I discovered the existence of the accordeon festival at Tulle, via Facebook, I think. Since I'm trying to learn how to play this instrument, we decided to go down there and listen to some experts, and immerse ourselves in the universe of accordeons. The town of Tulle straddles the river Corrèze in the département of Corrèze, in the region of Nouvelle Aquitaine. Not a big town, and not especially remarkable, but it does house France's only remaining accordeon factory, the Maugein brand, hence the festival.
There were paying concerts, plus numerous open-air performances that were free. Plus, on the smallest scale, individual players toured the streets on the backs of vintage cars, playing as they went. There were musical options to be had at all hours of the day, and much of the night for those with any energy left.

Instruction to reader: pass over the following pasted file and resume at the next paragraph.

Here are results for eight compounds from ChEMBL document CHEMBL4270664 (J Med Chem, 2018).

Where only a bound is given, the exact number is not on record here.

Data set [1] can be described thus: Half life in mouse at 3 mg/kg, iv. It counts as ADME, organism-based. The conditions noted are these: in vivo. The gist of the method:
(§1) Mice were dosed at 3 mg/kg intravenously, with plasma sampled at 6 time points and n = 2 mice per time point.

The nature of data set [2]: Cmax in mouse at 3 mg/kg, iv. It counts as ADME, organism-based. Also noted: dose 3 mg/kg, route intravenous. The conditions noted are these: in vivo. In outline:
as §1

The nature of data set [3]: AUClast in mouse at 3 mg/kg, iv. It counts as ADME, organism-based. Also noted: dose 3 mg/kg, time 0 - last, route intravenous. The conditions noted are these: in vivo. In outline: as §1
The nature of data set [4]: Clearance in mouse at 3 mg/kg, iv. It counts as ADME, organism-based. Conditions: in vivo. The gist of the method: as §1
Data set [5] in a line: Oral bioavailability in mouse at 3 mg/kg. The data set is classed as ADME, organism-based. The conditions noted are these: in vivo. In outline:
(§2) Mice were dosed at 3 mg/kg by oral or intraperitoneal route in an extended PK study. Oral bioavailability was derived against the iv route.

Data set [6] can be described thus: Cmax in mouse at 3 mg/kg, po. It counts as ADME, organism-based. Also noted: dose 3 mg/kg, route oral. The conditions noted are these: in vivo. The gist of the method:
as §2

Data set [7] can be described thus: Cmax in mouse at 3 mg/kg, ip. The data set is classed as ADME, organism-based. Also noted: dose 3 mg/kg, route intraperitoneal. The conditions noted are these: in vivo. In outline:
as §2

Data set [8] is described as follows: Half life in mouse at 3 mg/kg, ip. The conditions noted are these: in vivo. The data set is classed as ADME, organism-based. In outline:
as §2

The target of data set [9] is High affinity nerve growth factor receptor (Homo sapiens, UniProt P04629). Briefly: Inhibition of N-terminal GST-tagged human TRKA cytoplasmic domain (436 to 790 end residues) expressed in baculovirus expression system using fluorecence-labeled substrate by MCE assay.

We had bought tickets for four paid concerts, but one was cancelled due to one of the quartet having caught covid. Each concert was excellent, and presented its own special highlights. On the first night, the Tango Secret group deserves a special shout-out for the pianist Céline Bishop whose subtlety of phrasing was amazing. Marc Grauwels the flutist played with a ravisihing tone and lightning technique. Accompanied by the accordeonist Christophe Delporte, he played many pieces usually associated with the flute and piano, the rounder attack of the accordeon gave a very different view of the pieces. The jazz concert featured two different performances; Frederick Viale opened with a solo recital, and was followed by an accordeon/baritone sax duo of Daniel Mille and Eric Seva. The highlight was when the three musicians played together at the end. Something special happens when musicians playing by heart synchronise their improvisation just by looking each other in the eye.